Well then i have to ask how can i tell single vs double? I am game to try a few as they can be had much cheaper then the 6lf6 or other replacements?
 

nomadradio

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I should snap a pic next time I get to work. Pretty sure we had one of each.

The distinction seems simple enough. If you see two side-by-side copies of the same gray structure you have the "twin" version. And if there's just one large gray structure, you have the single version.

73
 

jtrouter

Active Member
Jul 7, 2015
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I should snap a pic next time I get to work. Pretty sure we had one of each.

The distinction seems simple enough. If you see two side-by-side copies of the same gray structure you have the "twin" version. And if there's just one large gray structure, you have the single version.

73
iS ONE BRAND MORE LIKLY TO HAVE A DOUBLE VS A SINGLE?
 

nomadradio

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Apr 3, 2005
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Brand name printed on a retail carton, or painted onto the tube may or may not tell you who actually made the tube. It was common for factories to sell large wholesale lots to the sales company with their competitor's name on it. Tubes left the factory with nothing but the type number printed on them, packed in 12-by-12 egg-crate cartons.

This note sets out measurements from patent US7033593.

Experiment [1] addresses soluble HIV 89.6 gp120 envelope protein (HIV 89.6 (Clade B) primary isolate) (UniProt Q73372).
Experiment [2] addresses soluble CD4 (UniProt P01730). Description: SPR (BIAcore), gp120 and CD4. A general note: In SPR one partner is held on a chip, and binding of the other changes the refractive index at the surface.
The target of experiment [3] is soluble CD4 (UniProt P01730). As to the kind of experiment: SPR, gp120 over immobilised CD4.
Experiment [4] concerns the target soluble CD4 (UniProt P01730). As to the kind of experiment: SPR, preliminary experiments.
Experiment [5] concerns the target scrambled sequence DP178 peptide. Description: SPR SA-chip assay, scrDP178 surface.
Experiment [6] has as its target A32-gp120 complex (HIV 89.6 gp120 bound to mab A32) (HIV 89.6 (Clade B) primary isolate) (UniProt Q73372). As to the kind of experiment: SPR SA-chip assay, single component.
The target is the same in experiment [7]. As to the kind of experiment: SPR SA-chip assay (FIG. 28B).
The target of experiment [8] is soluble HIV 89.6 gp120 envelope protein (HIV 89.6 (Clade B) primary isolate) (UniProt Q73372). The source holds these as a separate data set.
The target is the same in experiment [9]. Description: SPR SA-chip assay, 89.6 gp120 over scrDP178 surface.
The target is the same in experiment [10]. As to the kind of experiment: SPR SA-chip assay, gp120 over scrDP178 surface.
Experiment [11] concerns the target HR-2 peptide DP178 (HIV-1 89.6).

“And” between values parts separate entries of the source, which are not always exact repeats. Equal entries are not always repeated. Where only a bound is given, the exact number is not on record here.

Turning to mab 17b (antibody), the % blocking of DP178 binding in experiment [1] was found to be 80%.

Consider: The GE plant in Owensboro has a sales division. But they're a totally separate business unit. They just happen to have first dibs on the tubes from that factory. The GE sales department sees that they will run out of 6L6GC tubes in a few weeks. But the next production run for that tube in Owensboro is over two months away. Any sales company knows that telling a customer "tough luck we ran out" is no way to make money. To fill the gap, the sales company will buy what it needs wherever it can find what it needs. Might mean getting them from RCA in New Jersey, Sylvania in Pennsylvania, Amperex in New York, or from some foreign broker outside the country. They don't care, they just want to fill orders.

Remember that the brand name gets printed onto the tube by the distributor, the people who print the cardboard carton.

And that name may or may not have anything to do with who actually built the tube.

With a little practice, you can identify a factory by the type number. If it's sandblasted through a stencil, that tube came from GE in Owensboro, KY. If there is an eight-sided 'stop sign' frame around the type number, that would be RCA. Gray numbers printed in some kind of gray ceramic slip would be Amperex. And gray numbers with no outline, but flat and smooth would likely be Sylvania, later ECG.

Somebody (else) should post a video with examples.

73